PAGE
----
Pearl Harbor

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Pearl Harbor, or Pu'uloa, is a lagoon harbor on the island of Oʻahu, Hawaiʻi, west of Honolulu. Much of the harbor and surrounding lands is a United States Navy deep-water naval base. It is also the headquarters of the U.S. Pacific Fleet. The attack on Pearl Harbor by the Empire of Japan on December 7, 1941, brought the United States into World War II.



Pearl Harbor was originally an extensive shallow embayment called Wai Momi (meaning, “pearl water”) or Puʻuloa (meaning, “long hill”) by the Hawaiians. Puʻuloa was regarded as the home of the shark goddess, Kaʻahupahau, and her brother (or son), Kahiʻuka, in Hawaiian legends. Keaunui, the head of the powerful Ewa chiefs, is credited with cutting a navigable channel near the present Puʻuloa saltworks, by which made the estuary, known as “Pearl River,” accessible to navigation. Making due allowance for legendary amplification, the estuary already had an outlet for its waters where the present gap is; but Keaunui is typically given the credit for widening and deepening it.[3]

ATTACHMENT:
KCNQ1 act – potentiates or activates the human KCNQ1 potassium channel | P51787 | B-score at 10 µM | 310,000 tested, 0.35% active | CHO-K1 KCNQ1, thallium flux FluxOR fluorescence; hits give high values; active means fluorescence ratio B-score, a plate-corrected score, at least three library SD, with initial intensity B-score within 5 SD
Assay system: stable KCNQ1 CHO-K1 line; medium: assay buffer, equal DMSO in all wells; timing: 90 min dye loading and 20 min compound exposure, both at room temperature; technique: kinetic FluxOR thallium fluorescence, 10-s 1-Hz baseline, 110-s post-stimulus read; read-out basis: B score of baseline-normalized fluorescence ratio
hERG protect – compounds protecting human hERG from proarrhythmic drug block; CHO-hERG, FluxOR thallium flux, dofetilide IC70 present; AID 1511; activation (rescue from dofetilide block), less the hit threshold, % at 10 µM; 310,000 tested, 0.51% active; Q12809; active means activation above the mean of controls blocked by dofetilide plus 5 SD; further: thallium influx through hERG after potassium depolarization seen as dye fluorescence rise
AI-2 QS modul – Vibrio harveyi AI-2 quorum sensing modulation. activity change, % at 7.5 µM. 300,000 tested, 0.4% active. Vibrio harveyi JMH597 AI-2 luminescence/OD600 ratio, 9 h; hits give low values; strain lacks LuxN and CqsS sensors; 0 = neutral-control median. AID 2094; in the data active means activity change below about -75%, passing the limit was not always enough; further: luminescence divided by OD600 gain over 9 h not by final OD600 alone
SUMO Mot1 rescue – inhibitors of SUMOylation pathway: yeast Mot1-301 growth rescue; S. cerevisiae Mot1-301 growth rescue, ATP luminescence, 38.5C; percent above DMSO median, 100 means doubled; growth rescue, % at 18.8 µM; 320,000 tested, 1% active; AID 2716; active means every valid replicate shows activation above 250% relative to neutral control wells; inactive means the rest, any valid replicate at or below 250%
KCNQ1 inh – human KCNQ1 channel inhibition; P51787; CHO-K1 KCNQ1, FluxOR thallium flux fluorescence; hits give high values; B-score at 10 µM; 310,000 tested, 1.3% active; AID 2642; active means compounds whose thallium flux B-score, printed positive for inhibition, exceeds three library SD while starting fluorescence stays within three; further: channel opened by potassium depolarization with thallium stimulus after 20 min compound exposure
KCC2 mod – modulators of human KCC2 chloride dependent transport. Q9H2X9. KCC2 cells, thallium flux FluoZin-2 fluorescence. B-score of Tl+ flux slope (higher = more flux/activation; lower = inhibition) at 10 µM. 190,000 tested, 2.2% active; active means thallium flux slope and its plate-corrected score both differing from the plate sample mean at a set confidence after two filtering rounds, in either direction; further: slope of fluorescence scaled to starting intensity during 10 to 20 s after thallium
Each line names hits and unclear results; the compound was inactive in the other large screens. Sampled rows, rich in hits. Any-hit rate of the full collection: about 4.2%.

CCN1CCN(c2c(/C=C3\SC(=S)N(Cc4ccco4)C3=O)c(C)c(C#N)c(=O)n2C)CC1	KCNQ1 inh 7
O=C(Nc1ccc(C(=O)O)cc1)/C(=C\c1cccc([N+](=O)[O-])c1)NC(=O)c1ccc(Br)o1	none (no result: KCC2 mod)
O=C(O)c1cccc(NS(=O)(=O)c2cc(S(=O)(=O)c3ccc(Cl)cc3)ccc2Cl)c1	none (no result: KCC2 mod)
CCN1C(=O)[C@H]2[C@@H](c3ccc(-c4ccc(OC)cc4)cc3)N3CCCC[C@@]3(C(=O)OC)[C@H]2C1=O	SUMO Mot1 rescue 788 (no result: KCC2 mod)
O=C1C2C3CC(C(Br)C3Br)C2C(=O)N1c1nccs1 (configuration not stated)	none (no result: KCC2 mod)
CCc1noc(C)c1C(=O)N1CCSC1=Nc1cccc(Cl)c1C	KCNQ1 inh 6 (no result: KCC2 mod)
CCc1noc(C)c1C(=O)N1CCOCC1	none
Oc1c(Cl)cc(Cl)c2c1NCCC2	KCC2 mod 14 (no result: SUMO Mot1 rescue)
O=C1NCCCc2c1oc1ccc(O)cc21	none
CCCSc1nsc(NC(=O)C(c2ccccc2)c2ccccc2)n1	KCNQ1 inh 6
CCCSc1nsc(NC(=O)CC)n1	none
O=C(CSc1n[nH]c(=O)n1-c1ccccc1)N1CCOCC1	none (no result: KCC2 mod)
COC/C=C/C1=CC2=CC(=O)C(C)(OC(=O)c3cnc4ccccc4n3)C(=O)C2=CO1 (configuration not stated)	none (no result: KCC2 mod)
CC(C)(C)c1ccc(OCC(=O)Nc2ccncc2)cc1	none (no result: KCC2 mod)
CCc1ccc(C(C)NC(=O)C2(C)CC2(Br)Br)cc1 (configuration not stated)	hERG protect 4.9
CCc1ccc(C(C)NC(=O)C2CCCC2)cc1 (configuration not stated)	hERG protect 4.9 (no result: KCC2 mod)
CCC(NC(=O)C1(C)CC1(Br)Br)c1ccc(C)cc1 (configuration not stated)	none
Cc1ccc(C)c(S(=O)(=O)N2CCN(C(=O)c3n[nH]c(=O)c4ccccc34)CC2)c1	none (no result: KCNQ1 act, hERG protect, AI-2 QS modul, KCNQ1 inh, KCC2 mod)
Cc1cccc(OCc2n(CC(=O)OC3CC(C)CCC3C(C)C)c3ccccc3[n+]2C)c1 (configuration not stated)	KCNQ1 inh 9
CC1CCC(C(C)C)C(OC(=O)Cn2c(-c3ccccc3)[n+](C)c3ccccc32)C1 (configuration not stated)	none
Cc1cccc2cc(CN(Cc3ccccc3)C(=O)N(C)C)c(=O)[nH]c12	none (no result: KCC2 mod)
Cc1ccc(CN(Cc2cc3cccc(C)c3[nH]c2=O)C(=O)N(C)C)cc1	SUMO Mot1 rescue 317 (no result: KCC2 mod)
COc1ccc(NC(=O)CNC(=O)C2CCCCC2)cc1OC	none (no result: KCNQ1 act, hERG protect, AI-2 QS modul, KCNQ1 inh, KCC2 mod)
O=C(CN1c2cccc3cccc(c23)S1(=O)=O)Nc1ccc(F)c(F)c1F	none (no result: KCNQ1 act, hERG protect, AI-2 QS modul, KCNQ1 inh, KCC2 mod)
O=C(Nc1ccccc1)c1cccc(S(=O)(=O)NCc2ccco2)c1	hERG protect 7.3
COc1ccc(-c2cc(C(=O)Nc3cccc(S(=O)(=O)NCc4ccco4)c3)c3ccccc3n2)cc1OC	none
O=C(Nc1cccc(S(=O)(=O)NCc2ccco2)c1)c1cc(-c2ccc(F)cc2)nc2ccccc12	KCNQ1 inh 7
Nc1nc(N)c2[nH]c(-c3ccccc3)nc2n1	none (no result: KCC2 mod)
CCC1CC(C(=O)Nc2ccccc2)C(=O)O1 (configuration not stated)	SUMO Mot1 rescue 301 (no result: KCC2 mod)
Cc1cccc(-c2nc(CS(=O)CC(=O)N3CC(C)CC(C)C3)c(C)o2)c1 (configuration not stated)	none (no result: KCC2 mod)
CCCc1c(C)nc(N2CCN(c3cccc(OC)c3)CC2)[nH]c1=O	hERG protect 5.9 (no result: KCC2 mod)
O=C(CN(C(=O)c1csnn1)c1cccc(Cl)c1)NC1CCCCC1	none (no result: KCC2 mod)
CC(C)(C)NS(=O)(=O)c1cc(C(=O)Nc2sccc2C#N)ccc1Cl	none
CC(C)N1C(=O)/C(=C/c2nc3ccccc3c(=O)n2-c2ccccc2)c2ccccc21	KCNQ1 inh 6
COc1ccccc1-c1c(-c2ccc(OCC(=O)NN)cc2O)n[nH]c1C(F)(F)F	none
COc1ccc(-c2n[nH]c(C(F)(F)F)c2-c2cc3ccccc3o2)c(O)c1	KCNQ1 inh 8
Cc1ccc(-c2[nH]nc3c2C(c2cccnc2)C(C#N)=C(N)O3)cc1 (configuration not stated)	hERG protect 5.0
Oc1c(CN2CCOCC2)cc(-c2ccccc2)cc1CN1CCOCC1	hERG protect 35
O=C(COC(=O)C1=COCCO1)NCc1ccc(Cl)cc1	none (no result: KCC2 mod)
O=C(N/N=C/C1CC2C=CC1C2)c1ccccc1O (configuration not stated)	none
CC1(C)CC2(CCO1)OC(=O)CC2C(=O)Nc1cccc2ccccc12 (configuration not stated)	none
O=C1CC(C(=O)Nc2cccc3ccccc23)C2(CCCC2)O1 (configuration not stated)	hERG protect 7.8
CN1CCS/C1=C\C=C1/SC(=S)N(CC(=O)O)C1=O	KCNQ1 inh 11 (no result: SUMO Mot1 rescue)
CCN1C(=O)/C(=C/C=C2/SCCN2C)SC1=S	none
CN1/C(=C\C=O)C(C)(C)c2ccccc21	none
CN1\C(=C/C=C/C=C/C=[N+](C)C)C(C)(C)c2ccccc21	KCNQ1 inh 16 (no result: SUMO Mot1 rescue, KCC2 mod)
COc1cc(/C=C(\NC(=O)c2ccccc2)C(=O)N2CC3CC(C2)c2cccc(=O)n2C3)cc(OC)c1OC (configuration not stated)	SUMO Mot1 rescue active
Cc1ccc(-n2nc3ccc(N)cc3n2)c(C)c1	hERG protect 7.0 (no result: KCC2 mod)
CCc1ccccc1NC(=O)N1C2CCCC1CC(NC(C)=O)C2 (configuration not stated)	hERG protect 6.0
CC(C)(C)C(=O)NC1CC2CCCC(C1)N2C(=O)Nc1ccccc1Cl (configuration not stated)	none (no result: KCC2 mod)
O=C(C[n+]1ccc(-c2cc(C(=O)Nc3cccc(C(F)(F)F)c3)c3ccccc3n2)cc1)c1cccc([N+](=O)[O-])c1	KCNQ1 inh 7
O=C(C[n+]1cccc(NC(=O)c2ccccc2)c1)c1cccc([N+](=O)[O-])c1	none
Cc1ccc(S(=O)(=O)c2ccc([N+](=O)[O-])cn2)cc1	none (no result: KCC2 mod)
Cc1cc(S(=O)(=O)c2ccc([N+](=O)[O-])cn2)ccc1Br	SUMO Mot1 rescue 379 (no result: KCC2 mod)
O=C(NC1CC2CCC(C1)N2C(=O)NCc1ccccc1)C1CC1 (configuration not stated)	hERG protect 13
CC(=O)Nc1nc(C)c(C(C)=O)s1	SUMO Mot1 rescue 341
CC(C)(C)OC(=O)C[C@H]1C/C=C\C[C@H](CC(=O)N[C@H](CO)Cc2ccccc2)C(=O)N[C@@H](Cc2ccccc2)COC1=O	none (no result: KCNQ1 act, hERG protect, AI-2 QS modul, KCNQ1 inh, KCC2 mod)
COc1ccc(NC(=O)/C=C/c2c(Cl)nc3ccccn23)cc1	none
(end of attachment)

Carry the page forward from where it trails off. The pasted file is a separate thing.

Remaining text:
Nineteenth Century

During the early nineteenth century Pearl Harbor was not used for large ships due to its shallow entrance. The interest of the United States in the Hawaiian Islands followed its whaling and trading ships in the Pacific. As early as 1820, an "Agent of the United States for Commerce and Seamen" was appointed to look after American business in the Port of Honolulu. These commercial ties to the American continent were accompanied by the work of the American Board of Commissioners for Foreign Missions. American missionaries and their families became an integral part of the Hawaiian political body.

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